I was just a tiny girl on a great big stage when it started. But as I worked my way through my piece for the Southeast Texas Listen to Your Mother show, I grew. I didn’t realize it that day, but today, it’s clear that this has changed me in so many ways. My inner strength was bolstered on that stage, and it has grown even stronger today.
Going in to this experience, I knew that my piece was a bit controversial for the conservative audience I was going to be reading in front of on show day. Sure, I gave it consideration before even submitting my story, and anguished over the thought of reading it there after I was selected for the cast. But I pressed on. I couldn’t back out. I didn’t want to let anyone down, the directors, myself, or that one potential person in the audience who might say “me too.”
I would like to think that most of us who perform in this show hope that we are able to touch someone in the audience. We long for that ‘me too’ experience. After all, bleeding out our words live on stage would be completely lost if we couldn’t help at least one person, right? And who hasn’t had the vision of walking out into the lobby after the show to an array of beaming smiles, hugs, pats on the back for a job well done? Well, I got some of that, but I also got a “me too” that struck me to the core.
She greeted me with a huge smile and a half-hug, half pat on the back. She called me by name as though we had met before. For a second, I assumed we had, but couldn’t place her face or her name. She proceeded to tell me that she was once like me. She was lost. Faith didn’t make sense to her once, especially since she had a degree in the biological sciences. But she was so lucky that she got saved. And, according to her, I needed to be saved, too. The cheap dollar store book about Jesus that she shoved into my hand hit me like a brick. I fumbled and clumsily tried to hand it back to her.
“Thank you so much for the sentiment, but it’s really not necessary,” I protested graciously.
Had she not paid attention to my story at all? Clearly she was confused.
“No, take the book, read it, it will change your life,” she insisted. “I wrote you a note, too.”
Then she turned and scurried off into the crowd.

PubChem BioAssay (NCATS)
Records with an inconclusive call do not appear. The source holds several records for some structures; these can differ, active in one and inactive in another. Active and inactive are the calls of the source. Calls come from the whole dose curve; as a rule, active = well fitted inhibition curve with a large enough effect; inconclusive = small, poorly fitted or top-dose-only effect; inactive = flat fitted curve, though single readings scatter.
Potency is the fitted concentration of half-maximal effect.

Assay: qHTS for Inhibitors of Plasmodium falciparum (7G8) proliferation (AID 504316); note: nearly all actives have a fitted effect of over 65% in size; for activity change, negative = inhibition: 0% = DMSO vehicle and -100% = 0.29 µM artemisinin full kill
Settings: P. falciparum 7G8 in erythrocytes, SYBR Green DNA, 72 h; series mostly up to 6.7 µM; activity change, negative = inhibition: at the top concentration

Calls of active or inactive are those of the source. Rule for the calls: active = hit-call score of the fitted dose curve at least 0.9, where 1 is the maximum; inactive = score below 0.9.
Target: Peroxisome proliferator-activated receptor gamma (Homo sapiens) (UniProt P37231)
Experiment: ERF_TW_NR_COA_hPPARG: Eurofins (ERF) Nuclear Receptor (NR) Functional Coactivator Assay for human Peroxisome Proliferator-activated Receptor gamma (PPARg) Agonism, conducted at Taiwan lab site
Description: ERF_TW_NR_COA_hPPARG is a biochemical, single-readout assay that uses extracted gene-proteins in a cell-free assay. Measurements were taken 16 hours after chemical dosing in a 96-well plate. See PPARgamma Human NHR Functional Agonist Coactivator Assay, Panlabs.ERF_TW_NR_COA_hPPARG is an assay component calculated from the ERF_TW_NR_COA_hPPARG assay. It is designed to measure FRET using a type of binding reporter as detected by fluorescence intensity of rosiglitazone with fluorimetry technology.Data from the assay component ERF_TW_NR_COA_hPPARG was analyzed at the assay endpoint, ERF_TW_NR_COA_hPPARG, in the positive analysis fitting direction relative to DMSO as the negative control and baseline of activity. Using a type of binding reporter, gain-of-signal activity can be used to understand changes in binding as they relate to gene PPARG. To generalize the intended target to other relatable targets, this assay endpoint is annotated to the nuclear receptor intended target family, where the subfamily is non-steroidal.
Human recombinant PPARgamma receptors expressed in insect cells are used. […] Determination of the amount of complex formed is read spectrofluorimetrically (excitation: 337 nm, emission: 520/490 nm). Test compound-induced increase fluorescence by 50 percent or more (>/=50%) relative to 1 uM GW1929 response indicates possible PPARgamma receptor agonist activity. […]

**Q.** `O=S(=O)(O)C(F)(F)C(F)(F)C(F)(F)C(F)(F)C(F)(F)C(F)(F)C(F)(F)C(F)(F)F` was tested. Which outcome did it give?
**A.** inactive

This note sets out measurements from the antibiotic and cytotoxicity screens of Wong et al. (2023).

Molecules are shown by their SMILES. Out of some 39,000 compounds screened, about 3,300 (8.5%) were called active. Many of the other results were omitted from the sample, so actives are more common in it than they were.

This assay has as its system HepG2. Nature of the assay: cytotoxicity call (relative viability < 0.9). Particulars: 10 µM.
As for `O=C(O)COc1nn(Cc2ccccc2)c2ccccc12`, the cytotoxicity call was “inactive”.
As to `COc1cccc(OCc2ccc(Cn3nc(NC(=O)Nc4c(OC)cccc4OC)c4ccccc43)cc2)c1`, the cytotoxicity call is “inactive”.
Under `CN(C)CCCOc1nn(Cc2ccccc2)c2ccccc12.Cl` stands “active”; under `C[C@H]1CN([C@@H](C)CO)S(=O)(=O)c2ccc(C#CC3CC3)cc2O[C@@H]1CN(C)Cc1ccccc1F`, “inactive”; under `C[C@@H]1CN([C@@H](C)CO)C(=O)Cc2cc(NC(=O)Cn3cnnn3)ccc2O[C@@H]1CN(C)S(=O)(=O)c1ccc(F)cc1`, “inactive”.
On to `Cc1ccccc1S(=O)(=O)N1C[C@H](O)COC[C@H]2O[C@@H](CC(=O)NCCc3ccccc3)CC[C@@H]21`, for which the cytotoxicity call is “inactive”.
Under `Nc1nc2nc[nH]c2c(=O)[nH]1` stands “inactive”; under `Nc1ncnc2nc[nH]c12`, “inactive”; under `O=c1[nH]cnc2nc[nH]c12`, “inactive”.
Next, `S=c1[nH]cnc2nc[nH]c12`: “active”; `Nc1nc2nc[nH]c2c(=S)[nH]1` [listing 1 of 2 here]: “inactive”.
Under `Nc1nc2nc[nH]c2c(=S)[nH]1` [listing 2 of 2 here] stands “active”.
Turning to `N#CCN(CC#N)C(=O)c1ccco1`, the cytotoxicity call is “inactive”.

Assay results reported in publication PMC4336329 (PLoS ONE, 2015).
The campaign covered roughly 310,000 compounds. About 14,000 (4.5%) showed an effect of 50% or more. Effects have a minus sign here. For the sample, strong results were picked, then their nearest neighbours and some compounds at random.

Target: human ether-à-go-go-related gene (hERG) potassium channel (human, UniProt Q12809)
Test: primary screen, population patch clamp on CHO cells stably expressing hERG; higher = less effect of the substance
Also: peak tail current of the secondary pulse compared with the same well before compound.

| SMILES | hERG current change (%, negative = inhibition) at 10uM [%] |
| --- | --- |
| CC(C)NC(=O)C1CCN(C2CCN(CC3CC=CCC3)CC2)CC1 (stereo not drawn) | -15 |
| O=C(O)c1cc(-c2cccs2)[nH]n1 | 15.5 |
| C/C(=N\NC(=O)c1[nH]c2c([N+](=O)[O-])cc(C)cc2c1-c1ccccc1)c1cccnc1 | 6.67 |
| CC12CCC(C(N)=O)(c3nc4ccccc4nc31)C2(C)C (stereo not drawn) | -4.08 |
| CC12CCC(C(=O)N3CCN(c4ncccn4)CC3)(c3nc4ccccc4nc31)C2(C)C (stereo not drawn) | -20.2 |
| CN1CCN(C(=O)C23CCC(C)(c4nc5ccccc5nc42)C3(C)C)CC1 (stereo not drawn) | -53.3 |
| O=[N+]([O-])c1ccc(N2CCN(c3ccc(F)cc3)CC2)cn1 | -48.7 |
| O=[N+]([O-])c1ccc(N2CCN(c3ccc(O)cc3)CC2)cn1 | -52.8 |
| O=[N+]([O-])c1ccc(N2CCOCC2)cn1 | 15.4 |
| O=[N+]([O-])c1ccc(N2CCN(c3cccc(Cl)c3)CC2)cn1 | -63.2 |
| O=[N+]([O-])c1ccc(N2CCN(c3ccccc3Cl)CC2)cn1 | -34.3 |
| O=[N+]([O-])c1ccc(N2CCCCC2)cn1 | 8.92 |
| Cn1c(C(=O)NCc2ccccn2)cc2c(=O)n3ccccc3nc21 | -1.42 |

I opened the book and inside found a hand written note on a torn envelope. The words, written in red ink, echoed what she had said to me. I read it three times. My hands trembling more and more each time. I felt helpless and completely violated. In that moment, it was clear, that my life, my beliefs were wrong in her eyes. She felt sorry for me. I was small.
I couldn’t get backstage fast enough, fighting the tears back with each step. When I got there, I was fuming. I sat down and took a long look at myself in the mirror. I, the wife, mother, decorated veteran, with two degrees and a 20 year career under my belt, felt so small. I let this stranger belittle me. As I packed up my things and turned to go, I grabbed that cheap book with the note in red ink and slammed it in the trash can.
My anger grew that evening and into the next day. But, as I shared my experience with people, amazingly, my circle of support also grew. While the “me too’s” may not have come from that live audience that day, they did come. They came from friends and other bloggers and people I just didn’t expect. I heard the words “brave” and “strong” and “human” instead of “lost” and “small.”
With each supportive word and gesture, my heart has grown fuller. Had I not put my story out there, my heart would not be this full right now. I feel even stronger now than I did that day. I can’t thank Jennifer and Elaine enough for believing in my story and giving me the opportunity to grow through Listen to Your Mother. And to my lovely, inspiring cast mates, I thank you for believing in me, too. We will forever share this wonderful experience and for that I am forever grateful.
Please remember, that we all orbit the sun together on this planet. From space, there are no visible boundaries. Be tolerant, kind, thoughtful and respectful of each other. We are all human. What’s right for you, isn’t necessarily right for anyone else. Please be mindful of other people’s beliefs.